Microsoft investigated adding banner advertisements to the Windows 10 Mail and Calendar apps

Microsoft is continuing to look to banner advertising as a way to monetize Windows. But it seems Windows 10's built-in Mail and Calendar apps are unlikely to be the next place these ads show up.
Written by Mary Jo Foley, Senior Contributing Editor
Credit: Aggiornamenti Lumia

Microsoft has been incorporating ads in some versions of its own products since it introduced Windows 8. Now, there's a possibility that the built-in Microsoft Mail and Calendar apps could be next for the ad treatment.

According to a post and screen shot from AggiornamentiLumia.it, some Windows 10 Insider testers can see advertising banners in the Mail and Calendar apps. Aggiornamenti Lumia says users who are not Office 365 subscribers would be the ones who see the ads and the ads would be in the "Other" mail inbox, not Focused Inbox (for those who have Focused Inbox turned on, unlike haters of that feature like me).

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Microsoft already inserts Microsoft and third-party ads in Outlook.com for non-Office 365 subscribers (which I don't see because I use an ad blocker). There also have been ads in Microsoft's Games, News, Finance, Sports, Weather and Travel apps. Microsoft isn't the only company doing this. Google, Yahoo and other companies also include ads in their email and other first-party apps.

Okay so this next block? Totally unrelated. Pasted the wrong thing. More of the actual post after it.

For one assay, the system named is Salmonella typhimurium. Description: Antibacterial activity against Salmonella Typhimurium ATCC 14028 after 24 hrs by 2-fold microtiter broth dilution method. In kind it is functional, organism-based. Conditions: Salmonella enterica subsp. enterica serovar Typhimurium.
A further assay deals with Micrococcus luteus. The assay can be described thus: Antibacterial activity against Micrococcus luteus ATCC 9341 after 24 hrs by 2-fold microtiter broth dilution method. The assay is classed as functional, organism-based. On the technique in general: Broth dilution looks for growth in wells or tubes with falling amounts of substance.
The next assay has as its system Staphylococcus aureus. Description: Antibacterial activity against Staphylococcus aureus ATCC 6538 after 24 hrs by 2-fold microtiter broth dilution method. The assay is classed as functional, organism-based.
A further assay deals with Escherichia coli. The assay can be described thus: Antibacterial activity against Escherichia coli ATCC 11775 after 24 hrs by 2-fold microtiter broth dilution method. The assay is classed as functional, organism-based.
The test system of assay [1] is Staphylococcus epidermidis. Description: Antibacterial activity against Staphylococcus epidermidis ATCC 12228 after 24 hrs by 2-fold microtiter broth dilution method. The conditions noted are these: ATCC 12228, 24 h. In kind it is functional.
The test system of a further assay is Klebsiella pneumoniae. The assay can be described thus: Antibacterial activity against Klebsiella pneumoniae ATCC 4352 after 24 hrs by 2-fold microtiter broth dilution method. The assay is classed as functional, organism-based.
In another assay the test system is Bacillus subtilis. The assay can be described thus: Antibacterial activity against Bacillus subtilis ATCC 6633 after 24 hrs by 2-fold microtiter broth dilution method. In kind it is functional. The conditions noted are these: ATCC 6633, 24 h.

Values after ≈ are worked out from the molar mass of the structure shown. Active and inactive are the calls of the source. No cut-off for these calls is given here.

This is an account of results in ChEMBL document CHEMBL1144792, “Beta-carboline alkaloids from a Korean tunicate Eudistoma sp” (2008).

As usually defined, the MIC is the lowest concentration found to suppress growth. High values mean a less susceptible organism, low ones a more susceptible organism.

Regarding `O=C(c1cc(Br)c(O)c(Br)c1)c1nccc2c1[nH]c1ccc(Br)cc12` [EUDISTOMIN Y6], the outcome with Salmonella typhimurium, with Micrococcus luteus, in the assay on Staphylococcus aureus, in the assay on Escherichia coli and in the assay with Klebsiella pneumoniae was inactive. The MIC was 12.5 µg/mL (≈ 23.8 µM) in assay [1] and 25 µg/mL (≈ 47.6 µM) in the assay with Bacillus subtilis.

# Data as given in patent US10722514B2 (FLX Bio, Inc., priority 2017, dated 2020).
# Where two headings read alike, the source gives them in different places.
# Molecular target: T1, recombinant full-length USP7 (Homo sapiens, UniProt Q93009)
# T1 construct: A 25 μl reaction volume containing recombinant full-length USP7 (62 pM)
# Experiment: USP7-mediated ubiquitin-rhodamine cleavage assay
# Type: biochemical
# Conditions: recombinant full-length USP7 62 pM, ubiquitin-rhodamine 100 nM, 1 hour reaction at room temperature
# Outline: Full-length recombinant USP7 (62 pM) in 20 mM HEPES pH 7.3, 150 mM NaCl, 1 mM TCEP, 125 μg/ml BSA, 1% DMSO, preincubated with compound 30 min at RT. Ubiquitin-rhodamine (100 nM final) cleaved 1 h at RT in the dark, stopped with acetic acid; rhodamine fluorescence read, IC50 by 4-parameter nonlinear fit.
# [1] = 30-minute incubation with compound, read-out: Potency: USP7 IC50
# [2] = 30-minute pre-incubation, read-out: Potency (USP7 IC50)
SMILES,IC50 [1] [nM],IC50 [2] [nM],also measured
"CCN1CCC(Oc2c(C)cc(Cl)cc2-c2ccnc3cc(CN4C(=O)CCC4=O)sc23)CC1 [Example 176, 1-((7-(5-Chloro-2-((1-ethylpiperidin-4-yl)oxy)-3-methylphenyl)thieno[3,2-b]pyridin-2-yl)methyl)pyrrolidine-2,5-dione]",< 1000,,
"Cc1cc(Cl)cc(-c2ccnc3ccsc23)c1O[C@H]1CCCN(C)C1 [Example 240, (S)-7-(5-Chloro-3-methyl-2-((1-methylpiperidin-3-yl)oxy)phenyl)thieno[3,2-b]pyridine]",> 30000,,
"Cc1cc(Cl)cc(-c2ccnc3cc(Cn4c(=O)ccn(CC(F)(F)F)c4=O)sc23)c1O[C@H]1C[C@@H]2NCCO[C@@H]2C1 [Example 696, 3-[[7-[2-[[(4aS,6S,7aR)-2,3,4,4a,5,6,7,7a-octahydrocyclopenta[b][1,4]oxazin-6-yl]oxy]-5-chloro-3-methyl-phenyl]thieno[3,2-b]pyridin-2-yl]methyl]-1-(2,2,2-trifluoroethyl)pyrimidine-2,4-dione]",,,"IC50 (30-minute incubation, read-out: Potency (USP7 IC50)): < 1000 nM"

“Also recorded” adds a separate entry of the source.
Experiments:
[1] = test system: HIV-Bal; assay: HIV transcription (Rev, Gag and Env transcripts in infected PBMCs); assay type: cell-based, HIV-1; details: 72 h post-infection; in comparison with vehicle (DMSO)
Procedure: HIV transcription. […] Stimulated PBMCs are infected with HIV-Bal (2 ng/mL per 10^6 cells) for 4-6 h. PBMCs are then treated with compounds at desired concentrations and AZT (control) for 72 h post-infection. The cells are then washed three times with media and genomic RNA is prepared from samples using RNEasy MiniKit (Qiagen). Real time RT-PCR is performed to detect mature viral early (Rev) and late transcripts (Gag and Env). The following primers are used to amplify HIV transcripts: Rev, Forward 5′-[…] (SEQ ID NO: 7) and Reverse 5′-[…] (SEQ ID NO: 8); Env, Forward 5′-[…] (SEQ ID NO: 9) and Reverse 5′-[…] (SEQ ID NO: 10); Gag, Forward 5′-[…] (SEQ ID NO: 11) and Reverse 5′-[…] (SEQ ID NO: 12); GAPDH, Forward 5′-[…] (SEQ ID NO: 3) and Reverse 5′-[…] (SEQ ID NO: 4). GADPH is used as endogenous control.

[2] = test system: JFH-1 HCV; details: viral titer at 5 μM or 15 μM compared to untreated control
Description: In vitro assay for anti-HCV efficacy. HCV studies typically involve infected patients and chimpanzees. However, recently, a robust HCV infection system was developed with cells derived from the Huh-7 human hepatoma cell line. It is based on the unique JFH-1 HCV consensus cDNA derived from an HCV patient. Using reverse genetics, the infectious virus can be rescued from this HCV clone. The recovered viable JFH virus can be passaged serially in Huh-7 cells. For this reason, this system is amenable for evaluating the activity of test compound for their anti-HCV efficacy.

It's not clear if Microsoft has decided definitively to include banner ads in the Mail/Calendar app in an upcoming Windows 10 release or if the company is testing the concept and keeping its options open on this. I've asked Microsoft for comment. No word back so far.

Update: In response to reports about the Mail/Calendar ads, Microsoft's head of communications Frank Shaw tweeted that the advertising in Mail "feature" was experimental and is being turned off.

I have to admit, I really don't notice banner ads for the most part wherever they are (unless they are really obtrusive), so if Microsoft does include ads in Mail, I don't think I'll care a whole lot. But there are many others who are up in arms over this practice, as they feel they've paid for Windows either directly or indirectly as part of their PCs and thus shouldn't have to see ads.

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